Classic SSUSA: David Tubb’s 7 Tips For Better Offhand Scores

Tips from High Power Rifle shooting legend G. David Tubb on how to take control in competition, and make shots you know you are capable of.

posted on April 3, 2023
Classic Tubb HPR Tips 1999 Jan 1
G. David Tubb of Canadian, Texas, is one of the winningest rifle shooters in history. That is him above in a 1999 photo.
NRA archive photo

From the vault: Seven tips for better offhand scores from past NRA high power rifle champion G. David Tubb, as compiled by prolific SSUSA author, the late, great Glen Zediker. Read below the article with high power rifle tips from David Tubb, as published in the January 1999 issue of Shooting Sports USA.

G. David Tubb’s “7” Tips for Better Offhand Scores
Compiled by Glen Zediker


Train yourself not to accept anything less than perfect alignment before firing a shot. Natural point of aim (NPA) is a key to good scores in any position, but it’s crucial in offhand. NPA is where the sights want to sit within the target area. Since we’re usually holding the rifle with some tension and also fighting wind, it can be more difficult for the high power shooter to ascertain NPA than it might be for a smallbore shooter firing indoors, but it just takes a little more practice.

Natural point of aim | Foot positioning
Natural point of aim is where the shooter’s position naturally points or holds the gun: it’s where the sights want to sit on the target. Watch for fades just before or at the moment of firing to monitor the exactness of your NPA. Adjust the left foot for big changes (hold outside scoring rings) and right foot for smaller changes (to center the rings). Never fire a round until NPA is perfect. I truly believe that shooters following that simple axiom will see considerable improvement in their scores.


First, check and adjust for NPA through dry firing: don’t just prop up the rifle and see where it’s sitting. Make sure you’re holding the rifle and pulling the trigger as you will in an event. Adjust by repositioning the feet: left foot for big changes, right foot for smaller changes (for right-handed shooters). Also keep in mind that there is a vertical component to NPA: move the left hand back or forwards, or the buttplate up or down, depending on severity.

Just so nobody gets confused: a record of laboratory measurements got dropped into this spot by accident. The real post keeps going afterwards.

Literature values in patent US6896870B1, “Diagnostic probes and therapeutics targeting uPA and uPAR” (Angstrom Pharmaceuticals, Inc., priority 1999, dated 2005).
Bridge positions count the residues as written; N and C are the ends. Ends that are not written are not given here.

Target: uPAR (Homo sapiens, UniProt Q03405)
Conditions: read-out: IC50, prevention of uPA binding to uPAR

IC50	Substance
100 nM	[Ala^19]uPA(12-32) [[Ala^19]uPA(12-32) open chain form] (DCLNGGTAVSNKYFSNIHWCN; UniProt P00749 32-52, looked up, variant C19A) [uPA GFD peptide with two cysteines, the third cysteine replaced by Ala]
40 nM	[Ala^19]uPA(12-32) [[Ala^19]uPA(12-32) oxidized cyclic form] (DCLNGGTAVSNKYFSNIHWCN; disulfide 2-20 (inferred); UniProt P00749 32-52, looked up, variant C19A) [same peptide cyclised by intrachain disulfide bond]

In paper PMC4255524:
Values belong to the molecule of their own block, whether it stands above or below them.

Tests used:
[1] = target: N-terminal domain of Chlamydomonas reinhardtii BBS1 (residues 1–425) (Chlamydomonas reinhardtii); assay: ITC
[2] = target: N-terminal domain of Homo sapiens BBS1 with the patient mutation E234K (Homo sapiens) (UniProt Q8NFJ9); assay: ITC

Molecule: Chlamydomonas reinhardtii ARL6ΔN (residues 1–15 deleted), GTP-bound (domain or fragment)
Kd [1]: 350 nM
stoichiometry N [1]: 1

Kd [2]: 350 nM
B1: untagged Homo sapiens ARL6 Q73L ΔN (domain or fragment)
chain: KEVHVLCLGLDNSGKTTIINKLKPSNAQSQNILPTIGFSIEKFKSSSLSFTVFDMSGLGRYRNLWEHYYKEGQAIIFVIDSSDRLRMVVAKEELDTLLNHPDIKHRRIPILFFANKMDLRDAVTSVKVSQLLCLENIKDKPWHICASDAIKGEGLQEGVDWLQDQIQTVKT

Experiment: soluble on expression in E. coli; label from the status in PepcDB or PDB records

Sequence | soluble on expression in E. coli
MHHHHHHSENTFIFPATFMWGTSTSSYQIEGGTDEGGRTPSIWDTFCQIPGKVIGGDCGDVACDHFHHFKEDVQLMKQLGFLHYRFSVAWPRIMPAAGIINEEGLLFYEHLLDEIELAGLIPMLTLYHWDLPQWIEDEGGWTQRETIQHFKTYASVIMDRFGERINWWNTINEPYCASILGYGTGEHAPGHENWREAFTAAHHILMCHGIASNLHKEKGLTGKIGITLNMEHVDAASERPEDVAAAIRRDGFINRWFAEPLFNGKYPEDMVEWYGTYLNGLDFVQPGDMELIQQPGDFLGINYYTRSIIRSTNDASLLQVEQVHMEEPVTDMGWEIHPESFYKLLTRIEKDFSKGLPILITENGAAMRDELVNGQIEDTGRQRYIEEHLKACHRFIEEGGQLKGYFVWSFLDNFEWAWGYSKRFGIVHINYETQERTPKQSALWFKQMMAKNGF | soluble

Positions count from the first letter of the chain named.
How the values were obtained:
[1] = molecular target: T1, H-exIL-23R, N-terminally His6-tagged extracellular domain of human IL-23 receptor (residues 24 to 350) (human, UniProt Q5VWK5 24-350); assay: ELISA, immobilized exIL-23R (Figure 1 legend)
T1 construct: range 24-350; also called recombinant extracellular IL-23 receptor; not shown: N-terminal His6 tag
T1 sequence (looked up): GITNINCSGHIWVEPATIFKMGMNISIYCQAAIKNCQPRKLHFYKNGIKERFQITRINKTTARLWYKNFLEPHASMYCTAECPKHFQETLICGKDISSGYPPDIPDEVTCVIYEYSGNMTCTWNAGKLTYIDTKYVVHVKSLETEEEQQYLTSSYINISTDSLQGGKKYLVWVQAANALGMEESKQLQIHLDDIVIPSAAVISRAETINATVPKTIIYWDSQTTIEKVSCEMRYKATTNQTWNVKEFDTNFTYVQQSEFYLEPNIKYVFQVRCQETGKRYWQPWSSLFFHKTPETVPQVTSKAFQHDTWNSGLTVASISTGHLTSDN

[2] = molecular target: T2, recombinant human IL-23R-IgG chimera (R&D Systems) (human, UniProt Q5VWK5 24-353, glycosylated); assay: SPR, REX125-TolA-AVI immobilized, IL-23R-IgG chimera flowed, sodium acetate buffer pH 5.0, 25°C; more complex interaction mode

The best indicator for NPA comes by watching for sight movement off the target just at the moment of firing. Finally, understand that NPA can change during a string: always pay attention to sight movement, adjust as needed before the next shot.


Hold is what stops most people from shooting better in this event: the more movement the sight has when the shooter is trying to center it on the target, the harder it is to know when to shoot. Tension and anxiety build and worsen the hold, often to the point where the shooter takes a wild shot because he doesn’t see his hold getting any better. Sound familiar? Well, it doesn’t have to be that way.

I make no effort to stop the rifle from moving and hold the sight dead still over the aiming black. Instead, I start the sight off to one side of the target, bring it in, and fire the shot as it’s centering on the bullseye. I start this approach of the sight from the same point, and move it in the same direction, same way and same speed for every shot. It’s easy.

High Power Rifle approach
Learning to approach toward a centered shot rather than attempting to hold dead still over the X-ring will improve your score, especially in windy conditions. I start the sight from the same place off the target, and then gently and precisely move it over to center. I take up the first stage in my trigger at the point shown by the left target illustration, and then finish the shot as the sight nudges over target center. It’s a precise, controlled and above all, consistent technique.